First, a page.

from Africa in Transition

South Africa: Fat Politicians and Thin Voters

August 31, 2016

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A month after the governing African National Congress (ANC) lost heavily in South Africa’s municipal elections, the party is at war with itself. From my perspective, the struggle is between democratic reformers who want to restore public confidence in the ANC and win back lost voters, and those around President Jacob Zuma who are seeking to preserve their patronage networks based on publicly owned enterprises and sleazy contracts. An effort, apparently orchestrated by the president’s allies, if not the president himself, is underway to remove Pravin Gordhan, the well-regarded treasury minister. (Gordhan has sought to introduce a wide range of reforms in the publicly owned enterprises.) But, the heart of the matter is not the treasury minister or government contracts but rather control of the ANC in a period of leadership change. President Zuma must leave office in 2019, if not forced out earlier.

Sometimes a comedian captures well where a society or an institution is in a period of political turmoil. ‘Evita Bezuidenhout’ has done so in An Open Letter to the ANC published in the Daily Maverick. Evita is a character created by Pieter-Dirk Uys, an actor probably most famous for his performances in drag. In the days of National Party domination, her performances were a send-up of the absurdities of apartheid. Now, she has turned to the ANC. Her letter is full of sly jokes and is thoroughly entertaining. But, she also makes serious points:

  • “‘What do people think of when they see a fat politician in parliament?’ They immediately think of a thin voter. And many ANC voters are poorer and thinner than before.”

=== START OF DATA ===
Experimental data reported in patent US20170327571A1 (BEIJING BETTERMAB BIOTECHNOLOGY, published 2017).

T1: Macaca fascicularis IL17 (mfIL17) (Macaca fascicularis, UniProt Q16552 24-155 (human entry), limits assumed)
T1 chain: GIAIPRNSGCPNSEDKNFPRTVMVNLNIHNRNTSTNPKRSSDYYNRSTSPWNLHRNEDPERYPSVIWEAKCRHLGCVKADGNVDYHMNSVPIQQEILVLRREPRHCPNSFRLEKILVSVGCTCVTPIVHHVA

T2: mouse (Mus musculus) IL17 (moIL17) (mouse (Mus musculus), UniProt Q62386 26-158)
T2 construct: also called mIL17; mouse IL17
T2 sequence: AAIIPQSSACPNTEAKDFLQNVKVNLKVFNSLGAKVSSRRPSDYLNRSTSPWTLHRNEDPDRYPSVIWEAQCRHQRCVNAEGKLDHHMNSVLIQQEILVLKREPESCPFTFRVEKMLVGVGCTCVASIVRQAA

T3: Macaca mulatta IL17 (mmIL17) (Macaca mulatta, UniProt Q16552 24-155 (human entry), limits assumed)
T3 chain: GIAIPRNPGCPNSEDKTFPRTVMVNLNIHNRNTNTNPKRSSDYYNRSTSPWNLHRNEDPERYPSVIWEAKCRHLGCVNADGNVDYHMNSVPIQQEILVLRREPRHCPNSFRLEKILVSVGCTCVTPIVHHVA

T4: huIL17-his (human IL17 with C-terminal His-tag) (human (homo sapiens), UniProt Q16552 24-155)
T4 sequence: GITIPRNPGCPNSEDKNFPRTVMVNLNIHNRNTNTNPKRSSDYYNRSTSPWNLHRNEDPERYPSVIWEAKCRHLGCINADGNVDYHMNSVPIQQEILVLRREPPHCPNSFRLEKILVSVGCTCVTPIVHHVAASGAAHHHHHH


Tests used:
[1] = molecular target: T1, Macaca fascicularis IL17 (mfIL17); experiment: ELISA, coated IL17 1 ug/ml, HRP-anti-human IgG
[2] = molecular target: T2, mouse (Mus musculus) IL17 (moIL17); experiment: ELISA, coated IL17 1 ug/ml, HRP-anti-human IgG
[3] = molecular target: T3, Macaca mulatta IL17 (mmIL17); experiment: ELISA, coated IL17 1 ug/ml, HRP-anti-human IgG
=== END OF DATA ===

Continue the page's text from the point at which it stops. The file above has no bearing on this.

• With respect to the municipal elections, the Independent Electoral Commission (IEC) performed well, and the mass of voters “proved they have learnt a lot in the last 21 years.”
  • She won’t leave the ANC because many in the party “are still working hard to keep the country more or less balanced.” She will not abandon the ANC to “ambitious and charismatic comrades focused on getting the most for themselves… They are ruthless and successful because they know that as loyalty to the president is paramount, no one will dare challenge their thievery in the public arena.”
  • She closes by recalling that during the transition to non-racial democracy, the National Party under F.W. de Klerk “did something no one would expect.” She calls on the ANC to do the same now. Perhaps she is hinting at ANC “recall” of Zuma from the presidency – but she is not explicit.

Drag performers are popular satirists in South Africa, with a long tradition of outrageous criticism that is tolerated by the powers that be. Like Evita, the Australian Barry Humphries character ‘Dame Edna” is also popular. Pieter-Dirk Uys, who is openly gay, is also widely celebrated in South Africa for his role in popular HIV/AIDS education.

More on:

Sub-Saharan Africa

South Africa

Elections and Voting

Corruption

Political Movements

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